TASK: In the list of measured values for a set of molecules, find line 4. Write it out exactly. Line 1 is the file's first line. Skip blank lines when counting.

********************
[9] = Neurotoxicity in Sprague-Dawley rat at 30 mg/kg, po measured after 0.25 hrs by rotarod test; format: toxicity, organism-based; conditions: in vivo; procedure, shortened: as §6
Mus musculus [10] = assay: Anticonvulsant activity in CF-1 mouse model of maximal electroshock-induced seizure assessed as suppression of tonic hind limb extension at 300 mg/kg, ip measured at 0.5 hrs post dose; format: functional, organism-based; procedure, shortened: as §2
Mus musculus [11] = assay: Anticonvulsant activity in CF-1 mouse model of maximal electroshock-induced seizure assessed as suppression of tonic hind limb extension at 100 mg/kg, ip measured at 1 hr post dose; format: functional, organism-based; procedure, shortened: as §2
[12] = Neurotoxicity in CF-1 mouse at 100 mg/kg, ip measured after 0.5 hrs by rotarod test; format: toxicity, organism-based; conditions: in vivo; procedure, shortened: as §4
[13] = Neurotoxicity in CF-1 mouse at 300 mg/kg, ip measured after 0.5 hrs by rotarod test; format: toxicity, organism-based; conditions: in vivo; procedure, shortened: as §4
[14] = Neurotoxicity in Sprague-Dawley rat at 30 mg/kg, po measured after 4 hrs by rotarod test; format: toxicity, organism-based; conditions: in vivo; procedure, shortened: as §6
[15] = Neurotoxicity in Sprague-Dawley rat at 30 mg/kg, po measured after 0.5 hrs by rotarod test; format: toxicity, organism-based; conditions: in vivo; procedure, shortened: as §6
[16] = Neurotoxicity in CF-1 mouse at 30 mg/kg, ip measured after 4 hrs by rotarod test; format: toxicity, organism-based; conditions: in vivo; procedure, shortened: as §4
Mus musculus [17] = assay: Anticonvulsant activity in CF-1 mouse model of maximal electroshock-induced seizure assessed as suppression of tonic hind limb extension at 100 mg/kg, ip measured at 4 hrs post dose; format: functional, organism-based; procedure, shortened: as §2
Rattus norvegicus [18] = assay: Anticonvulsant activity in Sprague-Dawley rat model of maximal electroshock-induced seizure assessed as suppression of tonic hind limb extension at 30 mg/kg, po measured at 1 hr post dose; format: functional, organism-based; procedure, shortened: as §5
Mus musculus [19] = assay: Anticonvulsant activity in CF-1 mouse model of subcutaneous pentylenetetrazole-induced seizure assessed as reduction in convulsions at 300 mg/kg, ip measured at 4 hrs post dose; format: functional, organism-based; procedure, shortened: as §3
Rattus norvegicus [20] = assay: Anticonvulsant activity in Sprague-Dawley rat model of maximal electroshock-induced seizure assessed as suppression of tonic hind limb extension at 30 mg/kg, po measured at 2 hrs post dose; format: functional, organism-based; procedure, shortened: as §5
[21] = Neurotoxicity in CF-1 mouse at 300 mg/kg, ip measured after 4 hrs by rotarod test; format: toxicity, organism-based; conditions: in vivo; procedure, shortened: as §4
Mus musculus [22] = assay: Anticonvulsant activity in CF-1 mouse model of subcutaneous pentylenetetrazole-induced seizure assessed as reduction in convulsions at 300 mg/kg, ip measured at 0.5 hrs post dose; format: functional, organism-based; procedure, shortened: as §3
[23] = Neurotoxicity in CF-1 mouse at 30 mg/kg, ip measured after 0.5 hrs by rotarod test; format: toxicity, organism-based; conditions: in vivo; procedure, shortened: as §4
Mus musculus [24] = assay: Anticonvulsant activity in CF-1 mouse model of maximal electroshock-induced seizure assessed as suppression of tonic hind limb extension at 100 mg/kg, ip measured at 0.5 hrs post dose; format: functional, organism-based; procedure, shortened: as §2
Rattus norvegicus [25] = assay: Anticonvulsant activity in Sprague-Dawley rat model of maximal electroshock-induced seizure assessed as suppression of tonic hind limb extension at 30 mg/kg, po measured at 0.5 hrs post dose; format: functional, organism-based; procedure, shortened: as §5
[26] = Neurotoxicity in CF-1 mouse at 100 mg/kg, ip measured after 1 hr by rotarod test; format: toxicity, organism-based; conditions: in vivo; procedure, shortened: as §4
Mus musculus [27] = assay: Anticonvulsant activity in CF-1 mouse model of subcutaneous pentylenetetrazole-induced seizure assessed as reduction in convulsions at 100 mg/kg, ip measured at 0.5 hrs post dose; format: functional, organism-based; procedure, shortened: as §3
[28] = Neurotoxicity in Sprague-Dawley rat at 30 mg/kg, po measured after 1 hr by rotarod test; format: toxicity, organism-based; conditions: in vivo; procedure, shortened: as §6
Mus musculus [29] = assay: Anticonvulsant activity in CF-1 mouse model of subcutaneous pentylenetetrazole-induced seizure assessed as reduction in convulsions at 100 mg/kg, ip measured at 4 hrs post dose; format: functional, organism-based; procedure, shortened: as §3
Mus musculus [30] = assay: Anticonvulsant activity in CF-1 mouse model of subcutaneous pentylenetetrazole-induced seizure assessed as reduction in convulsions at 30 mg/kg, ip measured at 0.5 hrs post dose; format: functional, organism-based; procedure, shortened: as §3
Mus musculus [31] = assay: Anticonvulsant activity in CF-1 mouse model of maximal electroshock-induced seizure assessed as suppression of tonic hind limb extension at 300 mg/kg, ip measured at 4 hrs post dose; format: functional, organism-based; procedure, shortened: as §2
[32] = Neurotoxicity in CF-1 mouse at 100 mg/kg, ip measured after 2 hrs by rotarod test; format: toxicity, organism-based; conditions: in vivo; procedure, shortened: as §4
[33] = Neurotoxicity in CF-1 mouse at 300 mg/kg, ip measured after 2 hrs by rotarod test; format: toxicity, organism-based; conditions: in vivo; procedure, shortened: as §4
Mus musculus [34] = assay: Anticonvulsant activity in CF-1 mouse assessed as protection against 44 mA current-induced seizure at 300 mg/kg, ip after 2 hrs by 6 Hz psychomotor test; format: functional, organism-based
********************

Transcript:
[12] = Neurotoxicity in CF-1 mouse at 100 mg/kg, ip measured after 0.5 hrs by rotarod test; format: toxicity, organism-based; conditions: in vivo; procedure, shortened: as §4